BRIEF DESCRIPTION OF THE DRAWINGS

In order to describe the manner in which the above-recited and other advantages and features of the disclosure can be obtained, a more particular description of the principles briefly described above will be rendered by reference to specific embodiments thereof which are illustrated in the appended drawings. Understanding that these drawings depict only exemplary embodiments of the disclosure and are not therefore to be considered to be limiting of its scope, the principles herein are described and explained with additional specificity and detail through the use of the accompanying drawings in which:

FIG. 1 illustrates an example system embodiment;

FIG. 2 illustrates an example system architecture for speaker verification;

FIG. 3 illustrates an example mobile device authentication process flow;

FIGS. 4-7 illustrate sample user interfaces for a mobile device;

FIG. 8 illustrates an example method embodiment for speaker verification;

FIG. 9 illustrates an example system architecture for stealth enrollment in speaker verification;

FIG. 10 illustrates an example method embodiment for adaptive enrollment in speaker verification; and

FIG. 11 illustrates an example method embodiment for stealth enrollment in speaker verification.

DETAILED DESCRIPTION

Various embodiments of the disclosure are discussed in detail below. While specific implementations are discussed, it should be understood that this is done for illustration purposes only. A person skilled in the relevant art will recognize that other components and configurations may be used without parting from the spirit and scope of the disclosure.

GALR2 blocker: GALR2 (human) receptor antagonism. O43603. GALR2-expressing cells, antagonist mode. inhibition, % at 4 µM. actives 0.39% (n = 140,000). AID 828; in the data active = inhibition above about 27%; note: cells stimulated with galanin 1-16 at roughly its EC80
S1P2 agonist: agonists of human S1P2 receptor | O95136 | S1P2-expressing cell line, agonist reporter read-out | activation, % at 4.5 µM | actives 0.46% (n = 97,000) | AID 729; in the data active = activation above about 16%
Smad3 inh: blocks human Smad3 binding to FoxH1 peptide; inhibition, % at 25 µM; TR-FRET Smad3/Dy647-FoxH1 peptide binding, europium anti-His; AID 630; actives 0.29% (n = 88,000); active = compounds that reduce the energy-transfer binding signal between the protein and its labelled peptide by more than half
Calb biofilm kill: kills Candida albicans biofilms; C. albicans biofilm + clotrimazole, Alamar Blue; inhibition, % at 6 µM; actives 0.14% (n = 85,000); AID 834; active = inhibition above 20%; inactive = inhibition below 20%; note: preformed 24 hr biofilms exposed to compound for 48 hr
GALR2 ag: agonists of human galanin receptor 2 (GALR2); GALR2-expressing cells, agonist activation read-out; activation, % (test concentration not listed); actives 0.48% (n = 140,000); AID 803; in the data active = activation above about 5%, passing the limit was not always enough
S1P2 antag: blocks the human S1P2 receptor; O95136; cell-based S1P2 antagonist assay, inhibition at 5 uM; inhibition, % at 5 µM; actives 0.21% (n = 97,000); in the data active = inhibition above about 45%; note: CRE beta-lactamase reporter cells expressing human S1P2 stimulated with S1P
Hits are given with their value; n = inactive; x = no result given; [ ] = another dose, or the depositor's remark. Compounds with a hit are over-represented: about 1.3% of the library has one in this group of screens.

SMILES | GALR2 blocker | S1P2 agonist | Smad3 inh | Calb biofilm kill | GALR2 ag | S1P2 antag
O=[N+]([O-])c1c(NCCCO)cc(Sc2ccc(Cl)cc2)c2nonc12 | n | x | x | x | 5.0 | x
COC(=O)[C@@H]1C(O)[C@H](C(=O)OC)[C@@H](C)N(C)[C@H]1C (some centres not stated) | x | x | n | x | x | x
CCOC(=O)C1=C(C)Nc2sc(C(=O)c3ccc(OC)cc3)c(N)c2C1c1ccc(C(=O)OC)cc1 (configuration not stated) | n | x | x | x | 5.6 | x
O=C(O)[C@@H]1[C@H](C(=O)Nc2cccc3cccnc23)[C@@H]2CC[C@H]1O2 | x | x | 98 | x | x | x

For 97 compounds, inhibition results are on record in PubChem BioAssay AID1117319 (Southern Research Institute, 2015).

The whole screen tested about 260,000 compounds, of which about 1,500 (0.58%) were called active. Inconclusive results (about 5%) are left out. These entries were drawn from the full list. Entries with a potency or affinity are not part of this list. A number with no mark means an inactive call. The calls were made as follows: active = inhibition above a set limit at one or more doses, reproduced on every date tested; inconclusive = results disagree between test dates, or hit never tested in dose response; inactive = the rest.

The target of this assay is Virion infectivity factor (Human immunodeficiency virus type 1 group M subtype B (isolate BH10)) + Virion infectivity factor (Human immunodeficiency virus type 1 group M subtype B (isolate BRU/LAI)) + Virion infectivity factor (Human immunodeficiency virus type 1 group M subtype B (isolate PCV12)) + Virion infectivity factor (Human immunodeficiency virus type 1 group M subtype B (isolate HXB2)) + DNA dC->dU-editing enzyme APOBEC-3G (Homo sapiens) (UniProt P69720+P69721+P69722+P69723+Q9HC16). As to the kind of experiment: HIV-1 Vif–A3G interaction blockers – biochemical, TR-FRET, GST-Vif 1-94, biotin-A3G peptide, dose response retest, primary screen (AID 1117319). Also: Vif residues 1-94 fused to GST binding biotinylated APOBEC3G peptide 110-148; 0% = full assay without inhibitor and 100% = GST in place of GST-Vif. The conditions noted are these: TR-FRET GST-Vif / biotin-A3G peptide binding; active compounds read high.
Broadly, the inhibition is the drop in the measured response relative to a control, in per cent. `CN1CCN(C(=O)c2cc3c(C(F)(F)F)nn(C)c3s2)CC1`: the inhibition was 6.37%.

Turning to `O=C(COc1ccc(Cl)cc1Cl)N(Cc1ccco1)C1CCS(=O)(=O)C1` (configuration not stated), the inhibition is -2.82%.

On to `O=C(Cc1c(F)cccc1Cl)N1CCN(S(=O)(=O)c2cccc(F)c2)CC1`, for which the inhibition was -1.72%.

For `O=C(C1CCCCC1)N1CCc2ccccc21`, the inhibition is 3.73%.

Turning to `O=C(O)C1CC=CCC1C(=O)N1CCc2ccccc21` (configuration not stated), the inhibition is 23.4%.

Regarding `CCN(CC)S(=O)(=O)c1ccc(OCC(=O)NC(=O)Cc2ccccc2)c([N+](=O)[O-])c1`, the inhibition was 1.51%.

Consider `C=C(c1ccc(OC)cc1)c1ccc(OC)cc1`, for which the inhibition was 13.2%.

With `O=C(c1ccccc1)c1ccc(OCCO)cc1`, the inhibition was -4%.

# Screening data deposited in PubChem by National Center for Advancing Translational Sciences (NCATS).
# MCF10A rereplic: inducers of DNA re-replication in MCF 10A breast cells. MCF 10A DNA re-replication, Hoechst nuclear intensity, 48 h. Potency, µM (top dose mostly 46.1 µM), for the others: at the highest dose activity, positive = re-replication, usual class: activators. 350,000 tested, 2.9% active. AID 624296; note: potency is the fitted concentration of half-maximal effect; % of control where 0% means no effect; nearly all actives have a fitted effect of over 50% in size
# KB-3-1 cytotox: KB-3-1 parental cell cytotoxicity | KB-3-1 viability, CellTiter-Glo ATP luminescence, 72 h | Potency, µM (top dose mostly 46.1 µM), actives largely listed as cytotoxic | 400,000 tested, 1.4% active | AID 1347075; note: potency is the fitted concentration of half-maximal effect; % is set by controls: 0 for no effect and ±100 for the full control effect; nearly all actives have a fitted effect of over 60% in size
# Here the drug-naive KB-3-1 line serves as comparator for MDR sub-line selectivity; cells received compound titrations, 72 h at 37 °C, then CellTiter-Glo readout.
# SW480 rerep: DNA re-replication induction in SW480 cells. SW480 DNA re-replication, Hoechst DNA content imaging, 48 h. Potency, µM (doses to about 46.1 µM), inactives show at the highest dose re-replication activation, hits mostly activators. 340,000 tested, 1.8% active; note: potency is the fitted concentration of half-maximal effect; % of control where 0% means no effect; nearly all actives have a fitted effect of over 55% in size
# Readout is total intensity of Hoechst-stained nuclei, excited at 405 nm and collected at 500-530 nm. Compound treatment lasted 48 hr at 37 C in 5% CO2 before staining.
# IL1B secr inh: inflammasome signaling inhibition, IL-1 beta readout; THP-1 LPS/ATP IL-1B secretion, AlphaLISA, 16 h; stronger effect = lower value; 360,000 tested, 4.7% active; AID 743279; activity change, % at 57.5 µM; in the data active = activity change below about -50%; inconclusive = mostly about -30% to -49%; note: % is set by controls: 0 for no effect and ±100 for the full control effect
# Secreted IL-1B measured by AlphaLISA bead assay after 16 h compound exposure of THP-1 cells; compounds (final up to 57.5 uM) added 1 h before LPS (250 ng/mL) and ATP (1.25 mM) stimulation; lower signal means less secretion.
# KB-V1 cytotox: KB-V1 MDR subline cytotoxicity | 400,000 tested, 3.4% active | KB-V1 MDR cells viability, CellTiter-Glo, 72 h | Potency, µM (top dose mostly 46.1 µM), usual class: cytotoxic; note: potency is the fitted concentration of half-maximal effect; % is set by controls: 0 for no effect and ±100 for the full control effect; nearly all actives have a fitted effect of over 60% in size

The present disclosure addresses the need in the art for improved approaches to performing speaker verification and enrollment in speaker verification. A brief introductory description of a basic general purpose system or computing device in FIG. 1 which can be employed to practice the concepts is disclosed herein. More detailed descriptions of speaker verification and enrollment approaches will then follow.

In a very simple, illustrative example of speaker verification, a user is authenticated based on his or her voice characteristics. An authentication system requests a speech sample from a user. The user provides the speech sample to the authentication system. Then the authentication system performs a comparison of the speech sample to a stored speech profile to determine whether or not the user is authorized. Improvements and variations to this simple example shall be discussed herein as the various embodiments are set forth. The disclosure now turns to FIG. 1.